After being served with a copy of the Complaint, Defendant Frick allegedly filed a written complaint with the State of Maine on July 31, 2000, in which he challenges the issuance of permit #904. Attached to an affidavit, Plaintiffs have filed a photocopy of the complaint that Defendant sent to the State Attorney General's Office. (See John Burns Aff., Attach. 1 (Docket #42).) In the complaint, Frick argues that the Burns's property does not meet the minimum standards necessary for subsurface wastewater permits, asserts that Curran's evaluation was erroneous, and suggests that the government should revoke permit #904.

III. DISCUSSION

Plaintiffs assert counts against Defendant Frick pursuant to sections 1983, 1985 and 1986 of the Civil Rights Act, 42 U.S.C. §§ 1981 - 2000bb-3. In his defense, Defendant argues that (1) the statute of limitations bars any recovery against him, (2) section 1983 does not apply to him because he did not act under color of law, and (3) Plaintiffs fail to allege sufficient facts to support their claims.

A. Statutes of Limitations

Plaintiffs take issue with the fact that Defendant withdrew from providing services as a soil evaluator for Plaintiffs in October 1992. Whether or not Defendant's unilateral decision to stop working for Plaintiffs amounts to a cause of action under the Civil Rights Act, the eight-year duration between October 1992 and the filing of this lawsuit in May 2000 is a sufficient amount of time to extinguish Plaintiffs' claims regarding this termination of services. (See Order & Mem. of Decision Granting Def. Davis' Mot. to Dismiss at 7-11, Sept. 21, 2000 (Docket #37). 2 ) Thus, the alleged events of 1992 are not material to Plaintiffs' claims against Defendant.

B. Defendant Allegedly Attempting to Cause the Revocation of Permit #904

Ignoring the issue of Defendant's refusal to continue working for Plaintiffs in 1992, the only factual issue remaining is Defendant's alleged attempts to cause the government to revoke permit #904. Plaintiffs have filed with the Court a photocopy of the complaint that Defendant sent to the State Attorney General's Office. (See John Burns Aff., Attach. 1 (Docket #42).) Because Defendant filed such a complaint with the State of Maine, there is little doubt that Defendant is trying to cause the revocation of permit #904. Nonetheless, Plaintiffs have failed to show that Defendant's actions violate the law.

1. Section 1983 Claim

Section 1983 of the Civil Rights Act creates a cause of action against persons acting "under color of any statute, ordinance, regulation, custom, or usage, of any State or Territory or the District of Columbia" who are responsible for the "deprivation of any rights, privileges, or immunities secured by the Constitution and laws...". 42 U.S.C. § 1983. Thus, to state a claim under section 1983, "a plaintiff must allege (1) the violation of a right protected by the Constitution or laws of the United States and (2) that the perpetrator of the violation was acting under color of law." Cruz-Erazo v. Rivera-Montanez, 212 F.3d 617, 621 (1st Cir. 2000).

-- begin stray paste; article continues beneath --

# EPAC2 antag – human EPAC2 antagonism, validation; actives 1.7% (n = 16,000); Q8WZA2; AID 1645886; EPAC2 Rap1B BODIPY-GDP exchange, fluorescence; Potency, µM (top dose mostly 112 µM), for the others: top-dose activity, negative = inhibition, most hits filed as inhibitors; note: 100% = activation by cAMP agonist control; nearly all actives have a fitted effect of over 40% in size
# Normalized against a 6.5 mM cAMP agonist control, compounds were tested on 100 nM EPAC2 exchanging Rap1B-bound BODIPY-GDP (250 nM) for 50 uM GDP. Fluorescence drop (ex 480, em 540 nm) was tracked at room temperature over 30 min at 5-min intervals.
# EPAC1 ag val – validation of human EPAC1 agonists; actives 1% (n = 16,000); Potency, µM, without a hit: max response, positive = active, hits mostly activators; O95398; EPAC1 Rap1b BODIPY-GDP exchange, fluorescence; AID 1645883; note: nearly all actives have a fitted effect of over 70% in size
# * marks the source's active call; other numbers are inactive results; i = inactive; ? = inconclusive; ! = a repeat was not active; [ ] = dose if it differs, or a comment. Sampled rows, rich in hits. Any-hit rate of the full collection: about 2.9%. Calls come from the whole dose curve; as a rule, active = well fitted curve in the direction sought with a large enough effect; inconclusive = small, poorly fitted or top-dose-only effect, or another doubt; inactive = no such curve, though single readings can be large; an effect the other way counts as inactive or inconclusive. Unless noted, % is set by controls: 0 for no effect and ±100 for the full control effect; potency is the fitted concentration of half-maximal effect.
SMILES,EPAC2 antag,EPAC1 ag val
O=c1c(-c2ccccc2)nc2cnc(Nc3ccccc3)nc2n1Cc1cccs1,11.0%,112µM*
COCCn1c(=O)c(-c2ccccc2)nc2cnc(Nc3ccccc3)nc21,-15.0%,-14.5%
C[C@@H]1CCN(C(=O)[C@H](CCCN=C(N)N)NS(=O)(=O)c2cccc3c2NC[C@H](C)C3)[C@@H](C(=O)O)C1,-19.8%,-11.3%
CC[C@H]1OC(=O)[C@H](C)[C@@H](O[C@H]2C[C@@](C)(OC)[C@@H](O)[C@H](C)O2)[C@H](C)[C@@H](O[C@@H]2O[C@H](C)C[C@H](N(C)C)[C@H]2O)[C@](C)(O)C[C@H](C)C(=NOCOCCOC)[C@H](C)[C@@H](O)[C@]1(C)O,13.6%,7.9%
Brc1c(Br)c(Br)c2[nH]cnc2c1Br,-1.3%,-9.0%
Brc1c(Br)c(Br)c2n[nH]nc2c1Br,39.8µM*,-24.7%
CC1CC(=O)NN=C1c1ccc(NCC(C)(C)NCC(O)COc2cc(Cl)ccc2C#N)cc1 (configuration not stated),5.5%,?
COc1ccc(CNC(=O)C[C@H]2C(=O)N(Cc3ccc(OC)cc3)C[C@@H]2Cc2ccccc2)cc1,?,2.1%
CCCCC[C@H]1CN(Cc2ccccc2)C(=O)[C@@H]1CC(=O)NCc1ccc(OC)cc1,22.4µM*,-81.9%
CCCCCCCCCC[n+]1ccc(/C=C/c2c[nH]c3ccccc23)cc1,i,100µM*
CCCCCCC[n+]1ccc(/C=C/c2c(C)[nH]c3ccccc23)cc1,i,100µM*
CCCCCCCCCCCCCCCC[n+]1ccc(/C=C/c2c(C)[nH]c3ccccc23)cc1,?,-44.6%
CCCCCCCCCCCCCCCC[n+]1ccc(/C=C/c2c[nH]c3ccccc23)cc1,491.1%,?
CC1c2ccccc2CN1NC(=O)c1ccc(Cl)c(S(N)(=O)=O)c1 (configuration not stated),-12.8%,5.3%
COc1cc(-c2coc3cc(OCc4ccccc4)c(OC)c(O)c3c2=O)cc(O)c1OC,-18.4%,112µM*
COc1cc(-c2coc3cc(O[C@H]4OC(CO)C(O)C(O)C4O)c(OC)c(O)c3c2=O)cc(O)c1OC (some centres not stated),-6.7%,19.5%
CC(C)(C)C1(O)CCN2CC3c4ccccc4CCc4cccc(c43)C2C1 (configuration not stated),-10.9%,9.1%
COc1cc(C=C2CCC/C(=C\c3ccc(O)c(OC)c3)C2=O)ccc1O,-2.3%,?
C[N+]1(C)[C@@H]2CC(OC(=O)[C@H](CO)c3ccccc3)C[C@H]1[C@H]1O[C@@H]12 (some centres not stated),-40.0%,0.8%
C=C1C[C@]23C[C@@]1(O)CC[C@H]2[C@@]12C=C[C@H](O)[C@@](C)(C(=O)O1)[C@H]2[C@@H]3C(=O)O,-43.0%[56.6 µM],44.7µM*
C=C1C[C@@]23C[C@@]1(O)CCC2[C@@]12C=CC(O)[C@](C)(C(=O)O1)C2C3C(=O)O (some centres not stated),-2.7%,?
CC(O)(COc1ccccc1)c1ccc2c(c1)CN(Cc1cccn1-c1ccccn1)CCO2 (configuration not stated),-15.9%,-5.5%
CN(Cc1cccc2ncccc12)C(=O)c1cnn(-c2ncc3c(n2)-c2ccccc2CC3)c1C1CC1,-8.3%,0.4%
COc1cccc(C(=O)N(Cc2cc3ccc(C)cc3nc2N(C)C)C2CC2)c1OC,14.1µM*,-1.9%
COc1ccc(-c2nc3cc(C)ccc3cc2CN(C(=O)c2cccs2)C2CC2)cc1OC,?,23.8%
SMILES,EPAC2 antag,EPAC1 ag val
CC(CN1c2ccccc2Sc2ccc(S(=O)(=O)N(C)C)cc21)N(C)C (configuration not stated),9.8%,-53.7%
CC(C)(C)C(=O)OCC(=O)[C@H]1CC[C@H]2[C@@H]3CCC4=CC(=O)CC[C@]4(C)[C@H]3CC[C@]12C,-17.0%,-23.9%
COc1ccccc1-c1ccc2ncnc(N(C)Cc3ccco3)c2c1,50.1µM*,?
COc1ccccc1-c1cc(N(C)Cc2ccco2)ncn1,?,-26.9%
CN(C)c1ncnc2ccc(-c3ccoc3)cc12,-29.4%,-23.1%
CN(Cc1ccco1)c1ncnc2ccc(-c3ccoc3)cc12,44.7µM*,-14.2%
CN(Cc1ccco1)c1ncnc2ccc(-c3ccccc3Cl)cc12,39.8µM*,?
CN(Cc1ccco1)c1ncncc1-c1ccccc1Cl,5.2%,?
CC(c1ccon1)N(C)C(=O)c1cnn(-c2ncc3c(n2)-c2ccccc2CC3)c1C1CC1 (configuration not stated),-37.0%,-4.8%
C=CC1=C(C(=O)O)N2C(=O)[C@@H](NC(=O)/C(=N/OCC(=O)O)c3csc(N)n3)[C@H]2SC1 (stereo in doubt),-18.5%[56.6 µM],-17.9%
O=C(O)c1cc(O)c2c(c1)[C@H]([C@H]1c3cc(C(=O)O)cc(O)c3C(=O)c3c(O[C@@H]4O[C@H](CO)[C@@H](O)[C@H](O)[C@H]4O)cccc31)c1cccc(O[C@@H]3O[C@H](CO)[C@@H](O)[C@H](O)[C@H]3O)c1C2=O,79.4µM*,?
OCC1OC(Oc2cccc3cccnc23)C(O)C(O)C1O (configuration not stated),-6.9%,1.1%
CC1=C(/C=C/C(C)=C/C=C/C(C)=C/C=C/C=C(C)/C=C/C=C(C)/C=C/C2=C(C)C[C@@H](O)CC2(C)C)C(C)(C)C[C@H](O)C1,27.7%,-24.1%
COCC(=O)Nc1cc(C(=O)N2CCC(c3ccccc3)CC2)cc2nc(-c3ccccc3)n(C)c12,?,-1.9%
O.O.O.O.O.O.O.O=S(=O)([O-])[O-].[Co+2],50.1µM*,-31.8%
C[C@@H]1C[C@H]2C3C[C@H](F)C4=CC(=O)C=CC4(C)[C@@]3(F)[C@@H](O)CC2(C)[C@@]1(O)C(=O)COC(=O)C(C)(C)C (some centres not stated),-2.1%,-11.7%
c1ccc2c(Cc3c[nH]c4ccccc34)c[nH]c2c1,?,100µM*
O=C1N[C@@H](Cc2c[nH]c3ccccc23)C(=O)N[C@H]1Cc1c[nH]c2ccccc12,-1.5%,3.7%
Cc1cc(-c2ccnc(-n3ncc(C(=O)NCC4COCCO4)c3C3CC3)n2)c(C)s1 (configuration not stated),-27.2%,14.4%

Plaintiffs claim that attempts made by Defendant and others to cause the revocation of permit #904 violate their constitutional rights. Plaintiffs, however, fail to cite any law or facts to support this contention. Moreover, Plaintiffs do not allege that Defendant acted under the color of law. Although Defendant has received a license from the State and he often issues soil evaluations for the purpose of septic system permits, he works as a private soil scientist. Defendant did not act on behalf of the government or under the color of law. See, e.g., Jackson v. Salon, 614 F.2d 15, 16-17, (1st Cir. 1980) (affirming dismissal of section 1983 claim because defendants did not act under color of law). Furthermore, Defendant did not act under the color of law when he filed a complaint with the State regarding permit #904. Thus, viewing the record in a light most favorable to Plaintiffs, they have failed to state a claim pursuant to section 1983.

2. Section 1985 Claim

Section 1985 of the Civil Rights Act allows plaintiffs to initiate actions against those who conspire to interfere with the plaintiffs' civil rights. See 42 U.S.C. § 1985. Plaintiffs accuse Defendant of conspiring to deprive them of their civil rights, which falls within the ambit of section 1985(3). The statute creates a cause of action against those who conspire "for the purpose of depriving, either directly or indirectly, any person or class of persons of the equal protection of the laws, or of equal privileges and immunities under the laws..." 42 U.S.C. § 1985(3). Plaintiffs make a conclusory claim that Defendant has conspired against them to deprive them of their rights, but they fail to allege facts supporting such an assertion. See Mendez v. Belton, 739 F.2d 15, 19 (1st Cir. 1984) (affirming summary judgment against section 1985 claim because plaintiff failed to allege facts establishing conspiracy claim, and "offered nothing beyond conclusory statements").